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SC Ports’ capacity benefits retailers during record October

Leatherman Terminal

SC Ports' Leatherman Terminal adds capacity to the supply chain.

South Carolina Ports had a record October for containers handled as measured in 20-foot equivalent units (TEUs), marking the eighth consecutive month of record volumes at the Port of Charleston.

SC Ports moved 234,923 TEUs at Wando Welch Terminal, North Charleston Terminal and Hugh K. Leatherman Terminal in October, a 9 percent increase year-over-year. Fiscal-year-to-date, SC Ports has handled 919,440 TEUs at container terminals, up 15 percent from the same time a year ago.

SC Ports handled 130,417 pier containers, which account for boxes of any size, in October. This set a record for the month and reflects a nearly 9 percent increase year-over-year. SC Ports has moved 511,790 pier containers thus far in fiscal year 2022, up 15 percent from the same time a year ago.

SC Ports handled 107,773 TEUs of loaded imports in October, up 12 percent year-over-year.

Retail imports continue to drive sustained cargo growth as consumers buy more retail goods, home goods and furniture. Furniture imports are up 55 percent year-over-year at the Port of Charleston, according to PIERS.

Retailers benefit from SC Ports’ cargo capacity, efficient operations, fast truck turn times and express rail service that swiftly moves retail goods to near-port distribution centers.

“SC Ports provides capacity, fluidity and predictability for retailers as record retail imports flow into the Port of Charleston,” SC Ports CEO Jim Newsome said. “SC Ports has invested more than $2 billion in port infrastructure in recent years to ensure supply chain fluidity for our customers.”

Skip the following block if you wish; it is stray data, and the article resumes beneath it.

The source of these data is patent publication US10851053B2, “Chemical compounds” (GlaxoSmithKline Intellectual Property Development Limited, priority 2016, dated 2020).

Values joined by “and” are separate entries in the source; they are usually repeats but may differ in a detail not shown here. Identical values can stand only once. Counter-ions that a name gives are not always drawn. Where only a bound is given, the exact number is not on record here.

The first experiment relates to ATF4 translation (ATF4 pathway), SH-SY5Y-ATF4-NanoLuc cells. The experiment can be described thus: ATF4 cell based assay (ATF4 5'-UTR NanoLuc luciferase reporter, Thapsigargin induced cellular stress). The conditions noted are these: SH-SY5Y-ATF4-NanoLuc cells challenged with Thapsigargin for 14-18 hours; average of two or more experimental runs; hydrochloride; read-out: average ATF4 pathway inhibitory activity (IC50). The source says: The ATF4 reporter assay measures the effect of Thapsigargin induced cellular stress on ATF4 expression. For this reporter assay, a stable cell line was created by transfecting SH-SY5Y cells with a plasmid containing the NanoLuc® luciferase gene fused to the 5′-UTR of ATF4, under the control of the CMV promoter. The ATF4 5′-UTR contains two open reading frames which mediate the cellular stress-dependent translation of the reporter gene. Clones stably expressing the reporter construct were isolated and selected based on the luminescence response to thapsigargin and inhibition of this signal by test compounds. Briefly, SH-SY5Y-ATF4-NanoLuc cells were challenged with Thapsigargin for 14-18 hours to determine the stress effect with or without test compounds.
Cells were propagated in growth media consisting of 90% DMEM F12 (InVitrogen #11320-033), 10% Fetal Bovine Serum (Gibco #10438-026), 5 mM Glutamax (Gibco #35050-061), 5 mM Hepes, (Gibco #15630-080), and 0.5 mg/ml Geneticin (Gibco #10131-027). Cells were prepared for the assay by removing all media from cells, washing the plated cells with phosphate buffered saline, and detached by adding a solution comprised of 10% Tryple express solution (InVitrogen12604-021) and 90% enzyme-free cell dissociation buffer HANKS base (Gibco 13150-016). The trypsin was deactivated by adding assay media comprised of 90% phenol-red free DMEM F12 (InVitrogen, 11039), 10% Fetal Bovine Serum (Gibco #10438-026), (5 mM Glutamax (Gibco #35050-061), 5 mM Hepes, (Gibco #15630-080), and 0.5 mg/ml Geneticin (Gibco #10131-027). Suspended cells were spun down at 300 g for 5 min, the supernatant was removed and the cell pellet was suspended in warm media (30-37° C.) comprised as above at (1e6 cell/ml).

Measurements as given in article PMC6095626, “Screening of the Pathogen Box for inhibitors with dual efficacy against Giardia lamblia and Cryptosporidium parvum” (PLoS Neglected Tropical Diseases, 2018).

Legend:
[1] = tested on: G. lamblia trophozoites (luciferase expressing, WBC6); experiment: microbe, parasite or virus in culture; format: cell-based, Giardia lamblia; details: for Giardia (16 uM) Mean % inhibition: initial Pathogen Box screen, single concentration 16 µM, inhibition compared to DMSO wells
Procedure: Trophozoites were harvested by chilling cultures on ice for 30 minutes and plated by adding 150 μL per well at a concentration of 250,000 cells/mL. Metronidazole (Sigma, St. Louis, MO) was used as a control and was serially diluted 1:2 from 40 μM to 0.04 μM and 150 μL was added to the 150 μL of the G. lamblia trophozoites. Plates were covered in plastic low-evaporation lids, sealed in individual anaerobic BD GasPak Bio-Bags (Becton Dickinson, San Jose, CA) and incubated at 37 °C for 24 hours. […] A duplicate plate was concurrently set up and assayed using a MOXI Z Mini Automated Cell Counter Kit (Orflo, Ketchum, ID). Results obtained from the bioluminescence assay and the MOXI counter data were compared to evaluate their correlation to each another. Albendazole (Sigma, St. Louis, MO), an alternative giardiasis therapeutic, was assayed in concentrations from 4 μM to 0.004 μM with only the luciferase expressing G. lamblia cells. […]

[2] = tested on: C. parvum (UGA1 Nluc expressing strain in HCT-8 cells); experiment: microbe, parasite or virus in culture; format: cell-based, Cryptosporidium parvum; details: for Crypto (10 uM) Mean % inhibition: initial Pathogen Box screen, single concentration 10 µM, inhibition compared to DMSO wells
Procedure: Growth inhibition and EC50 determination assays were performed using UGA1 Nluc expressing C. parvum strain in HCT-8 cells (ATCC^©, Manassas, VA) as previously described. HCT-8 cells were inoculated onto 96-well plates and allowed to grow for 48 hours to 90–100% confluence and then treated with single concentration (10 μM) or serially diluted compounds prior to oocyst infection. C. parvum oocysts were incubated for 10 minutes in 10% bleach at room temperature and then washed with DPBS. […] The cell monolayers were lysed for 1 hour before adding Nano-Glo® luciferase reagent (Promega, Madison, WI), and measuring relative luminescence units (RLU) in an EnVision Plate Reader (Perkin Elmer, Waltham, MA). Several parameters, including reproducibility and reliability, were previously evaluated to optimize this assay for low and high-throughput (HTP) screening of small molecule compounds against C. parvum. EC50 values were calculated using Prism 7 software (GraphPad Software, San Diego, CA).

The Port of Charleston consistently has berth availability, meaning ships do not wait to access terminals. This fluidity, combined with a deep harbor and efficient operations, attracts new calls and business to the Port of Charleston.

Wan Hai Lines announced plans to begin calling on Charleston as part of its network expansion between Asia and the East Coast of North America. The revamped AA7 service will provide better transit time and service coverage to meet customers’ rising demand, the line said in a news release.

“During this time of unprecedented supply chain challenges, shipping lines and cargo owners can take advantage of the opportunity to diversify their port gateways,” Newsome said.

Shippers needing to move goods to and from the hinterland also benefit from SC Ports’ two rail-served inland ports. Inland Port Greer had a record month with 14,189 rail moves in October, which is up 10 percent from the year prior. Inland Port Dillon reported 2,435 rail moves in October.

Vehicles remain a strong business segment at SC Ports, with 21,740 vehicles rolling across the docks in October, a 5 percent increase year-over-year.

SC Ports also celebrated the arrival this month of two ship-to-shore cranes to Wando Welch Terminal, completing its fleet of 15 new ship-to-shore cranes with 155 feet of lift height above the wharf deck. These modern, tall cranes enable SC Ports to efficiently load and unload containers from mega container ships.

“Our new fleet of 15 impressive ship-to-shore cranes enables SC Ports to handle three 14,000-TEU container ships at one time at Wando Welch Terminal,” Newsome said. “Combined with the additional berth at the new Hugh K. Leatherman Terminal, SC Ports can now seamlessly handle four 14,000-TEU container ships simultaneously.”

South Carolina Ports Authority owns and operates public seaport and intermodal facilities in Charleston, Dillon, Georgetown and Greer. SC Ports is soon to be home to the deepest harbor on the U.S. East Coast at 52 feet. Visit www.scspa.com to learn more about SC Ports.

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